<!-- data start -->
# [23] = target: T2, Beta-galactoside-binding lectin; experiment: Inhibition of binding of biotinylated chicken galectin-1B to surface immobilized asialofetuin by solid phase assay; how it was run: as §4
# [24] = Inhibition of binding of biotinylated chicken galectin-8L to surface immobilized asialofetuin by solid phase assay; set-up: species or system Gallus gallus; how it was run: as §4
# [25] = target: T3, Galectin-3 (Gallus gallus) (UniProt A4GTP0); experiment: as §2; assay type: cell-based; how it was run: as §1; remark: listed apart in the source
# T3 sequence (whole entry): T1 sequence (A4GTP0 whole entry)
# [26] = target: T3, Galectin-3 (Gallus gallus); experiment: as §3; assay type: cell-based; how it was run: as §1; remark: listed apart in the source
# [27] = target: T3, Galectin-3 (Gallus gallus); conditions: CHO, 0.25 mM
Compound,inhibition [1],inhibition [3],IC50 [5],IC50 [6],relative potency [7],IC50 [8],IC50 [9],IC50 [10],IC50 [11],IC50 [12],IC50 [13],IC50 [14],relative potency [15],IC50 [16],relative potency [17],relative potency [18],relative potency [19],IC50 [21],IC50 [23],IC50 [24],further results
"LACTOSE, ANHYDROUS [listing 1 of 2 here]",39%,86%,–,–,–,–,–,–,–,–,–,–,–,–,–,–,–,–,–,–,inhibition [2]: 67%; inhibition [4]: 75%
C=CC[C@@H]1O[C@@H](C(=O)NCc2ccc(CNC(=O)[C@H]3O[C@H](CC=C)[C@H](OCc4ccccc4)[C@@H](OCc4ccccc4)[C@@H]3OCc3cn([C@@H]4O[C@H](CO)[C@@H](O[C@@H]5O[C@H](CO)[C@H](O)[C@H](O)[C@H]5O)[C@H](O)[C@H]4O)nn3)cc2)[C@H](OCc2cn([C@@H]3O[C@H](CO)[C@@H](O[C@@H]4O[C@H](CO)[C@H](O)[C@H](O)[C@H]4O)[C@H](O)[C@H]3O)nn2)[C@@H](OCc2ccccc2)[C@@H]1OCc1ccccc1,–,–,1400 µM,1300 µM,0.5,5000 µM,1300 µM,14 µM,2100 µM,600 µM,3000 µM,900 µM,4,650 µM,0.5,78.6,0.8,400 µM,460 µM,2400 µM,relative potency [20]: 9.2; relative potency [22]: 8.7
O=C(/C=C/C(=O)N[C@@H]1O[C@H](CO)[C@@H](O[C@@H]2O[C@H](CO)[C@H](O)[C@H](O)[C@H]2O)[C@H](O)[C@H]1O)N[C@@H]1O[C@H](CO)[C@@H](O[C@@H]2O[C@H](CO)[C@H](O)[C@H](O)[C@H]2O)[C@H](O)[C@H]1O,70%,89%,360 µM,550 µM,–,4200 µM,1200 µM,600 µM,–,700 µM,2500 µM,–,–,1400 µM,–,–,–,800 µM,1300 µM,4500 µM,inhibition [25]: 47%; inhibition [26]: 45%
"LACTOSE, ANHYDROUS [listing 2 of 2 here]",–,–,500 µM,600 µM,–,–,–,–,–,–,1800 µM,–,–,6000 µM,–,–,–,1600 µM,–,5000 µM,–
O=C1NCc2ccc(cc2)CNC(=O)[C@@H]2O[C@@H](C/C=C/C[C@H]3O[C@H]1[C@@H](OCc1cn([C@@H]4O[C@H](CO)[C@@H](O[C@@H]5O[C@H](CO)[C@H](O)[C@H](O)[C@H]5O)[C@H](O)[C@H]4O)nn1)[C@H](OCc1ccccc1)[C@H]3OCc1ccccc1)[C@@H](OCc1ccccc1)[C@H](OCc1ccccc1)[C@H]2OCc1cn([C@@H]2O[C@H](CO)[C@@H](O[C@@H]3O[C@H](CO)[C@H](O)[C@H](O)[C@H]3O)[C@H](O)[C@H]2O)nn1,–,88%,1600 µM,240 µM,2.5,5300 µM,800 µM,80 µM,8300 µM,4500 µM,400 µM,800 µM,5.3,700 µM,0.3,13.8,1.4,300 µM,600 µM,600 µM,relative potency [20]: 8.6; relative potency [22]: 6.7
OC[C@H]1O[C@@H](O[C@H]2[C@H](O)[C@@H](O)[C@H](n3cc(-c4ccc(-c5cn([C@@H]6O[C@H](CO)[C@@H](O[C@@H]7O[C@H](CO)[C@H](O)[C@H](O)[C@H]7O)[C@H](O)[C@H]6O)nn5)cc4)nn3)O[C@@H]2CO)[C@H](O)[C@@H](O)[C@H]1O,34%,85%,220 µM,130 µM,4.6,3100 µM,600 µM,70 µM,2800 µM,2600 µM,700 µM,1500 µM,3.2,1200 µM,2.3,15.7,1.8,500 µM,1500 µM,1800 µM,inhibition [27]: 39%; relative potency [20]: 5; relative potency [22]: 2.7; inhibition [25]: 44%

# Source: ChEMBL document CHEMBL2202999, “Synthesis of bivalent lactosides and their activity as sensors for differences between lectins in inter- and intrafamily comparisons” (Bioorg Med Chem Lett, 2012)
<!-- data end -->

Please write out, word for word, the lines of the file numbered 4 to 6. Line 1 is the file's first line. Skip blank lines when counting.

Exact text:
# T3 sequence (whole entry): T1 sequence (A4GTP0 whole entry)
# [26] = target: T3, Galectin-3 (Gallus gallus); experiment: as §3; assay type: cell-based; how it was run: as §1; remark: listed apart in the source
# [27] = target: T3, Galectin-3 (Gallus gallus); conditions: CHO, 0.25 mM